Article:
Sometimes a party to a contract gets greedy. As an example, sometimes a party seeks an onerous non-competition provision in a contract. Will a court enforce it? Will the court modify the agreement if it is too broad in some respect? Let’s see how this played out in a real case.
Elegant Beverage Products, LLC (“Elegant”) and Imperial Unlimited Services, Inc. (“Imperial”) were two businesses that supplied, installed, and serviced beverage products and beverage dispensing equipment in parts of North Carolina and South Carolina. Thomas Dotoli owned Imperial, while his wife Kathleen and their son Loudine owned Elegant.
Mark Gandino purchased Elegant and Imperial to operate as Beverage Systems of the Carolinas.
Parties Sign Two-State Non-Compete Agreement
The closing, sale, and purchase were completed in September 2009. The parties also executed a “Non-Competition, Non-Solicitation and Confidentiality Agreement” in which the Dotolis agreed not to compete with plaintiffs business in either North or South Carolina. Paragraph six of the Agreement contained a provision permitting the trial court to revise its temporal and geographic limits should the court find them to be unreasonably broad. Beverage Systems believed the Dotolis were in breach of the noncompetition portion of the Agreement.
Cheryl Dotoli, Loudine’s wife, was not a party to either the purchase contract or the Agreement. In 2011, Cheryl formed defendant Associated Beverage Repair, LLC. Associated Beverage began to install and service beverage dispensing equipment in parts of North and South Carolina, thus operating in a manner similar to Imperial. Gandino learned of Associated Beverage’s existence in March 2011 when Thomas Dotoli told representatives of Bunn-O-Matic, one of Imperial’s former customers, that Imperial had been sold to Beverage Systems. Thereafter, Bunn-O-Matic chose to conduct business with defendant Associated Beverage rather than plaintiff Beverage Systems.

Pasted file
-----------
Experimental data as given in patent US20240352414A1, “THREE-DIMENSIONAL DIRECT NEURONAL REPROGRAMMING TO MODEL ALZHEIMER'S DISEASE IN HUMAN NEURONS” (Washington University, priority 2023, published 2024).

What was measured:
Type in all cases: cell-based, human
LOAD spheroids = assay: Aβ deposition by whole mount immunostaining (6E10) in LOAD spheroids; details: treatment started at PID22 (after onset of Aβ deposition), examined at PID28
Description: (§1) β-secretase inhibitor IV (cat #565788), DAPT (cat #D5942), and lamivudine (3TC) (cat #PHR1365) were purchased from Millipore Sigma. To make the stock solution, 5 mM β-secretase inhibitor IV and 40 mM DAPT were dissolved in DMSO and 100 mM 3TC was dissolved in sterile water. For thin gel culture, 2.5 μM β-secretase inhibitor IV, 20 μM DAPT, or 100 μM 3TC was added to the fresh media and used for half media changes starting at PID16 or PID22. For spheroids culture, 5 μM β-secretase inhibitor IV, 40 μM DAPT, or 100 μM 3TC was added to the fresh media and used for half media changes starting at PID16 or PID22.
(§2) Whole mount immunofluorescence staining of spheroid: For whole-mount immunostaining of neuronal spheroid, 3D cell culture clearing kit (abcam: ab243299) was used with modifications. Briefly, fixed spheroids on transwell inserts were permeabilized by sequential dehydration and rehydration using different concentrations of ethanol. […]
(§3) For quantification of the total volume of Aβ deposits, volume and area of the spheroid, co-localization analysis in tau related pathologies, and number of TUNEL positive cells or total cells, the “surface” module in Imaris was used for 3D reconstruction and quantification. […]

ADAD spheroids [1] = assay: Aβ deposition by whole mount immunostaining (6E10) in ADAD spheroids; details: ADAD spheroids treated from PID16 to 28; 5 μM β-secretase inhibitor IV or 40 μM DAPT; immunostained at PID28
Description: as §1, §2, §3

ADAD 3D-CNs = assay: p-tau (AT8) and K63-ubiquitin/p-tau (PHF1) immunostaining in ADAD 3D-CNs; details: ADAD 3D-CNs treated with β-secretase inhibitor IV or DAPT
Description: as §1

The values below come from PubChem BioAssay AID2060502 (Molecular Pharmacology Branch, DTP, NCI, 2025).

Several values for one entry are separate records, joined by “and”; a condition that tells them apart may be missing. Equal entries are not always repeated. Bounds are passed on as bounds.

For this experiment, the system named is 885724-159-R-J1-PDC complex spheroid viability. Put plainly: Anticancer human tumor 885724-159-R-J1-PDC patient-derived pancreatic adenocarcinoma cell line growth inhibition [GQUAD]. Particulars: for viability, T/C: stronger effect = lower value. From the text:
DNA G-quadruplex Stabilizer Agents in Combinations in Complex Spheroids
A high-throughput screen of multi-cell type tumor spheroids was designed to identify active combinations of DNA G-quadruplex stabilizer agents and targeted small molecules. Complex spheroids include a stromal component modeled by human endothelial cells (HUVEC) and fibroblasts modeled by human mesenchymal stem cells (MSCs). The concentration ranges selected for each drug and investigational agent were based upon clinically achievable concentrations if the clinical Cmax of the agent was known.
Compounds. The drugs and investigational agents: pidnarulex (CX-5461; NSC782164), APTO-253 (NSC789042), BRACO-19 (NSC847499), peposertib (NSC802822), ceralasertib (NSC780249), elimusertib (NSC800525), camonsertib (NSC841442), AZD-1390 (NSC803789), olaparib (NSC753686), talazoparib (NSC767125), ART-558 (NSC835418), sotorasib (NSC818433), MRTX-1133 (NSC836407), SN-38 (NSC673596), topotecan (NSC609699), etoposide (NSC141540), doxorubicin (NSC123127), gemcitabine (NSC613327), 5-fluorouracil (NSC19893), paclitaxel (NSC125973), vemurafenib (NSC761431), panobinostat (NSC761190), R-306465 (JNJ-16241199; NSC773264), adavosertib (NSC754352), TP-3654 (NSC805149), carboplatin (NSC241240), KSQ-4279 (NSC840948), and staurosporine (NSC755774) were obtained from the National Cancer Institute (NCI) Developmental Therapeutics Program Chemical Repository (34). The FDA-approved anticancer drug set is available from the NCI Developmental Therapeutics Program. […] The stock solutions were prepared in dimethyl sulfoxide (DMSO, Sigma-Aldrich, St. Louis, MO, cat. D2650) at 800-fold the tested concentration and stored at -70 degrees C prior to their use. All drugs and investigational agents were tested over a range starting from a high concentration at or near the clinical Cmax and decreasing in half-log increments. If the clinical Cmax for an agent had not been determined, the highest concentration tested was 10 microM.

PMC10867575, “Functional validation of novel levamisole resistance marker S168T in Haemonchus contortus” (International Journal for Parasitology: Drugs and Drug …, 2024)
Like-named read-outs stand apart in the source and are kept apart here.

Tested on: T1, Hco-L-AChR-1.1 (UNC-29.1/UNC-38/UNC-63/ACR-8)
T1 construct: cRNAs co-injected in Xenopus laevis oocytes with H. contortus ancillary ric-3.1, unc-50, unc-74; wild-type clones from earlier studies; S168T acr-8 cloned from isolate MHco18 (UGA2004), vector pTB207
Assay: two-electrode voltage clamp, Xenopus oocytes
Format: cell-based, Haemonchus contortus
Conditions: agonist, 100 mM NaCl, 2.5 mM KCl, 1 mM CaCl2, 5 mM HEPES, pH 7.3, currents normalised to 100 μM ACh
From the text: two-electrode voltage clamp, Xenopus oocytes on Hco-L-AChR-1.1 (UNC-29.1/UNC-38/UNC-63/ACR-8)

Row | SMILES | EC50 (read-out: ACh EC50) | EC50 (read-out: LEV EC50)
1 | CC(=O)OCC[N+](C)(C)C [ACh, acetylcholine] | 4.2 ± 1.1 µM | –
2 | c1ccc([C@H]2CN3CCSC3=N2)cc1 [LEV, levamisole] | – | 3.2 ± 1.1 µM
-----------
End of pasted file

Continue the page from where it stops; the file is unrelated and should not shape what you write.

Court Refuses Injunction
When litigation eventually started, the trial court refused to enforce the covenant not to compete, even though the parties had expressly agreed that a court could rewrite overbroad temporal and territorial limitations that would otherwise render the covenant unenforceable. The case eventually ended up in the North Carolina Supreme Court.
A North Carolina court will enforce a covenant not to compete made in connection with the sale of a business (1) if it is reasonably necessary to protect the legitimate interest of the purchaser; (2) if it is reasonable with respect to both time and territory; and (3) if it does not interfere with the interest of the public.
Here, the Agreement prohibited defendants from engaging in a competing business venture in the entire states of North Carolina and South Carolina. This geographical restriction was unreasonably broad.
North Carolina has adopted the “strict blue pencil doctrine” under which a court cannot rewrite a faulty covenant not to compete but may enforce divisible and reasonable portions of the covenant while striking out the unenforceable portions.
Thus, when an agreement not to compete is found to be unreasonable, a court is powerless unilaterally to amend the terms of the contract.
Court Will Not Blue Pencil Overbroad Agreement
Plaintiff argued that the blue pencil doctrine should save the Agreement. Blue-penciling is the process by which “a court of equity will take notice of the divisions the parties themselves have made in a covenant not to compete, and enforce the restrictions in the territorial divisions deemed reasonable and refuse to enforce them in the divisions deemed unreasonable.”
In this case, the Agreement’s territorial limits could not be blue-penciled unless the Agreement could be interpreted so that it set out both reasonable and unreasonable restricted territories.
Plaintiff argued that the parties gave the trial court the power under paragraph six of the Agreement to revise its territorial limits to make them reasonable. However, parties cannot contract to give a court power that it does not have.
According to the Supreme Court, allowing litigants to assign to a court their contract drafting duties would put the court in the role of scrivener, making judges postulate new terms that the court hopes the parties would have found reasonable at the time the covenant was executed or would find reasonable after the court rewrote the limitation. The non-compete portions of the Agreement were unenforceable despite the clause allowing a court to blue pencil. The case is Beverage Systems of The Carolinas, LLC v. Associated Beverage Repair, LLC, 284 S.E.2d (N.C. 2016)
Michael R. Lied is a partner at Howard & Howard’s Peoria, Illinois office. He concentrates his practice in the areas of labor & employment law, and related litigation and immigration law, representing employers.